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THREE STEPS IN THE RIGHT DIRECTION.

NOTES OF THE WEEK,

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NOTES OF THE WEEK, A short while ago the Pwllheli Town Council resolved to confer the freedom of the borough upon Sir George White, the hero of Ladysmith, as a mark of their ap- preciation of his valour. Sir George, however, has replied, stating that he must deny himself the pleasure of going to Pwllheli, because he was resting at home for a short time preparatory to going again, on foreign service. If the Pwilbeli Town Council are anxious to confer the freedom of the borough upon someone we would suggest that they offer the honour to one of the many distinguished Welsh- men who have served their country faith- fully and well. The "Cambrian News" says that Mr Lloyd George, M.P., who spoke at Car- narvon last week, has unquestionably rendered Wales a great service by insis- ting on the right to speak his mind, and that Professor Hughes will have ample cause to remember the Carnarvon meet- ing. Mr George's speech at the Guild Hall was generally admitted to be a masterly one, but a Conservative contemporary has thought fit to describe it as "pothouse oratory!" The writer's invectives, which -3 coo ridiculous to be taken seriously, show plainly that Mr George's argumenjts have struck home. f ♦ At Conway, on Saturday, Mr E. Gray, M.P.,—who appeared in the role of an im- perialist at Bangor the other week—ad- dressed a meeting of teachers, upon the subject of the irregular attendance at the elementary schools of North Wales. A resolution deploring the irregularity of attendance, and calling upon the local authorities to take immediate steps to remedy the evil, having been carried una- nimously. Mr Gray said it was a marvel to him that Wales should have attempted to build up her excellent county schools upon a rotten foundation, because every observer of educational work would agree that to hope for good technical institutes and good technical schools there must be a foundation well laid in the primary schools of the country. The Central Welsh Doard met for the first time at Carnarvon on Friday, the meetings being held in the ne<v Intermed- iate School, which was informally opened on Tuesday. A variety of subjects were discussed, not the least interesting being the teaching of Welsh history in the schools. It was argued that Welsh child- ren were ignorant of the history of their own country. The absence of proper text-books was stated to be the reason for this, but one or two of the speakers thought that Professor Lloyd's historical readers would supply the want in a great measure. There was a short discussion upon a motion by Mrs Humphreys Owen that examination in vocal music for pupils between the ages of twelve and sixteen be not choral, but confined to solos, duets, or three-voice pieces. She urged that indivi- aual tuition was necessary, and quoted the opinion of some prominent choir-masters to the effect that the choir boys rarely had voices when they became adults. The proposition was, however withdrawn, one speaker holding that if passed the pro- posal would tend to destroy singing in the schools. The opinions of choir-masters do not apply to elementary and intermediate schools, where only music of the simplest kind is sung. The London correspondent of the "Wes- tern Mail" says that the question which many members of Parliament asked Mr Lloyd George on his return to the House of Commons was—how did he escape from the or cafe? But to their query Mr Lloyd George would give no definite reply. All that he would say was that, whilst the crowd surrounded the cafe until two or three in the morning, he him- self was tucked up in bed hours before. Evidently there was some backstairs creeping, but where and how must remain a mystery. "I understand" (continues the correspondent) "that the 'bard of the house,' as he likes to be called, is putting certain incidents of the demonstration into verse. Their publication should pro- vide interesting reading." Mr Lloyd George took part in a dis- cussion on local taxation In the House of Commons on Tuesday night. He de- nounced the idle system known as "grants in aid," and condemned even more strong- ly the method of this Government of picking and choosing certain favoured sections of the community for this form of assistance. The speech, according to the writer of the London Letter the "Liver- pool Daily Post," was "full of information and argument, bristling with telling party points, and enlivened by flashes of unex- pected repartee."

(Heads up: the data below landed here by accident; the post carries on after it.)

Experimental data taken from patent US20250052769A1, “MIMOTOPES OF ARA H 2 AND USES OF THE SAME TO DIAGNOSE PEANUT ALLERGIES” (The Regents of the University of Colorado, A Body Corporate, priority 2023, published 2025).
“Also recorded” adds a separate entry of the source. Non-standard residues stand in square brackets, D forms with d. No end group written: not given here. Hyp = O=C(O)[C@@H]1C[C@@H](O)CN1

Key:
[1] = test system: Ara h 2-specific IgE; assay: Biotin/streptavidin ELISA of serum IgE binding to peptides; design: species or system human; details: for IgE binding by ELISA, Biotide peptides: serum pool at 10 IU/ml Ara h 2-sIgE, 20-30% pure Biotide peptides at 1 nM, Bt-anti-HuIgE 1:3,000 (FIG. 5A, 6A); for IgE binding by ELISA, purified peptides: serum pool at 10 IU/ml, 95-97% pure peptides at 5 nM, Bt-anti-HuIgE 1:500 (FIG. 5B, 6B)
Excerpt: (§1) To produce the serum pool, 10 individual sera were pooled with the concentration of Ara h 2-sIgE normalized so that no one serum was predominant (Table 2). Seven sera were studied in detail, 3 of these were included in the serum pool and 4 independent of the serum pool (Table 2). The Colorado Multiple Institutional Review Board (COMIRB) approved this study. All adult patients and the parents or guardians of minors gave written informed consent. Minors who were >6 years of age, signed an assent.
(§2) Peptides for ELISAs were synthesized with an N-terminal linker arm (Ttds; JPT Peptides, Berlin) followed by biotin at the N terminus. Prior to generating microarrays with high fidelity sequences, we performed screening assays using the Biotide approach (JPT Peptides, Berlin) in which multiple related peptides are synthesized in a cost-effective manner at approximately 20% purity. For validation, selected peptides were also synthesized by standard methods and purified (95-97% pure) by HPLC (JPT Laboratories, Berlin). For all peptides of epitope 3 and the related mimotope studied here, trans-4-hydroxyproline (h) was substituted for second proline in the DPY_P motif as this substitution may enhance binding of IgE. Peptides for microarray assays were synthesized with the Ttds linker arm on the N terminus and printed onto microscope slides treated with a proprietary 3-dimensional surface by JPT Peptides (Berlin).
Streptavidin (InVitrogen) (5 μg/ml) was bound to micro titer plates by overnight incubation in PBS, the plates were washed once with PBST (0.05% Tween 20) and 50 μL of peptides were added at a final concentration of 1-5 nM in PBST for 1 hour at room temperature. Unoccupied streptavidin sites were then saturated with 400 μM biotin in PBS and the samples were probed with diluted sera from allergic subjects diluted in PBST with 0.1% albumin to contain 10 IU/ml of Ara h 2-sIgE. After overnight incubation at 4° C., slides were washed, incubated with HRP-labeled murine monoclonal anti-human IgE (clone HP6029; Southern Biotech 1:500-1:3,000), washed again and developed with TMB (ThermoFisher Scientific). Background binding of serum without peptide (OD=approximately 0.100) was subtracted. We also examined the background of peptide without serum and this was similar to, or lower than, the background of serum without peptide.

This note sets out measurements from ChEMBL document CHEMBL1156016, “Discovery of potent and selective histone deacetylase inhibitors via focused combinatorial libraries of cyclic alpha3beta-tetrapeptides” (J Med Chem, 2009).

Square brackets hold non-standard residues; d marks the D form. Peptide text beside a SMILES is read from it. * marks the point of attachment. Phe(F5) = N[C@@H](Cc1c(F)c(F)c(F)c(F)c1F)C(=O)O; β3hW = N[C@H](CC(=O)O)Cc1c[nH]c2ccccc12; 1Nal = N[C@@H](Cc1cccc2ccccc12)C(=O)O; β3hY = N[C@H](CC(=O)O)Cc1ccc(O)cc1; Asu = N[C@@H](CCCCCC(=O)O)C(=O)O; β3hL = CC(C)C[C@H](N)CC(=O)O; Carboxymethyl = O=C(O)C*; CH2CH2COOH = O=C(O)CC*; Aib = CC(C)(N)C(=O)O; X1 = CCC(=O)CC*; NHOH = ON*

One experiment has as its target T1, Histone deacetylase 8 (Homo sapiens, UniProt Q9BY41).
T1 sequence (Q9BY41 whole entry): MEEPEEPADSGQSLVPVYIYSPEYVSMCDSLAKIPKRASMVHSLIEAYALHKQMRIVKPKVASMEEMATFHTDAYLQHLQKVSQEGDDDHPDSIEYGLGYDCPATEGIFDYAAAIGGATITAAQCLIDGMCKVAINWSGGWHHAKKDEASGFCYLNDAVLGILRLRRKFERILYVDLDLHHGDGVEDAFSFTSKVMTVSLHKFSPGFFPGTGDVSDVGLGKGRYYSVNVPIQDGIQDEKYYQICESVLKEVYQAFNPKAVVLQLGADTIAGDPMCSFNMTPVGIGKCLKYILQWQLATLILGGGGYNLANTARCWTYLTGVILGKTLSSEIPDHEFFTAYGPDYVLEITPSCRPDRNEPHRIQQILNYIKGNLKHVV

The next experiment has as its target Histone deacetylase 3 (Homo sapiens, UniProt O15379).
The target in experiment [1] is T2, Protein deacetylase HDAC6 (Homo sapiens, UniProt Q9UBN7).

."Y Genlnen."

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